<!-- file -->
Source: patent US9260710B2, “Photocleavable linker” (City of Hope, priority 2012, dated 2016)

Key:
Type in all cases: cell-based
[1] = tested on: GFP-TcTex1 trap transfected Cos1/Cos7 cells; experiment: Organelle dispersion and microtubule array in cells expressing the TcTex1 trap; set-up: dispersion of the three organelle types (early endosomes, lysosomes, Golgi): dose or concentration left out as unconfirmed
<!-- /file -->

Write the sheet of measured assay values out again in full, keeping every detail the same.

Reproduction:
Source: patent US9260710B2, “Photocleavable linker” (City of Hope, priority 2012, dated 2016)

Key:
Type in all cases: cell-based
[1] = tested on: GFP-TcTex1 trap transfected Cos1/Cos7 cells; experiment: Organelle dispersion and microtubule array in cells expressing the TcTex1 trap; set-up: dispersion of the three organelle types (early endosomes, lysosomes, Golgi): dose or concentration left out as unconfirmed